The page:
Anthropogenic impact and loss of genetic diversity threaten more than 50% of raptors. These threats are particularly pronounced for island- endemic species, which occupy small areas, making them more vulnerable to rapid environmental changes. The Reunion harrier (Circus maillardi) is a typical example of the challenges encountered by island- endemic species. In this study, we characterize genetic variation at near-neutral and coding loci to test the historical impact of human activity on harrier populations, and evaluate their (mal)adaptive potential. We observed low but significant genetic differentiation between populations on the West and North-East sides of the island, echoing observations in other endemic species. Inbreeding was significant, with a substantial fraction of samples being first or second-degree relatives. Historical effective population sizes have declined from ~3000 to 300 individuals in the past 1000 years, with a more recent drop ~100 years ago consistent with human activity. Based on our simulations and comparisons with a close relative (Circus melanoleucos), this demographic history may have allowed purging of the most deleterious variants, but is unlikely to have allowed the purging of mildly deleterious variants. Our study provides an example of the massive impact that human activity may have on the genetic diversity and adaptive potential of island populations, and calls for urgent action to closely monitor the reproductive success of such endemic populations, in association with genetic studies.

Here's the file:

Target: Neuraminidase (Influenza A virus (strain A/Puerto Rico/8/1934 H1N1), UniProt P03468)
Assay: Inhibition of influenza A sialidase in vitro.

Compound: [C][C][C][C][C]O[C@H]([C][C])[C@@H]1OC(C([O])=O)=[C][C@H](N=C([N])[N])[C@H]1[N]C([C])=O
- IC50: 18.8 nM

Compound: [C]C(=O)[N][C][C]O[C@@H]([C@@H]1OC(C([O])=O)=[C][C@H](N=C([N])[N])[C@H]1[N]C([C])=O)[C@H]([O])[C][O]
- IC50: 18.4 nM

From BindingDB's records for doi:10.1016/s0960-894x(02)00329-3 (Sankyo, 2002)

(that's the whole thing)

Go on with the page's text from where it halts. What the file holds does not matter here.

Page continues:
Taxon-specific characteristics and extrinsic climatic and geological forces may both shape population differentiation and speciation. In geographically and taxonomically focused investigations, differentiation may occur synchronously as species respond to the same external conditions. Conversely, when evolution is investigated in taxa with largely varying traits, population differentiation and speciation is complex and shaped by interactions of Earth’s template and species-specific traits. As such, it is important to characterize evolutionary histories broadly across the tree of life, especially in geographic regions that are exceptionally diverse and under pressures from human activities such as in biodiversity hotspots. Here, using whole-genome sequencing data, we characterize genomic variation in populations of six Ethiopian Highlands forest bird species separated by a lowland biogeographic barrier, the Great Rift Valley (GRV). In all six species, populations on either side of the GRV exhibited significant but varying levels of genetic differentiation. Species’ dispersal ability was negatively correlated with levels of population differentiation. Isolation with migration models indicated varied patterns of population differentiation and connectivity among populations of the focal species. We found that demographic histories—estimated for each individual—varied by both species and population but were consistent between individuals of the same species and sampling region. We found that genomic diversity varied by half an order of magnitude across species, and that this variation could largely be explained by the harmonic mean of effective population size over the past 200,000 years. Overall, we found that even in highly dispersive species like birds, the GRV acts as a substantial biogeographic barrier.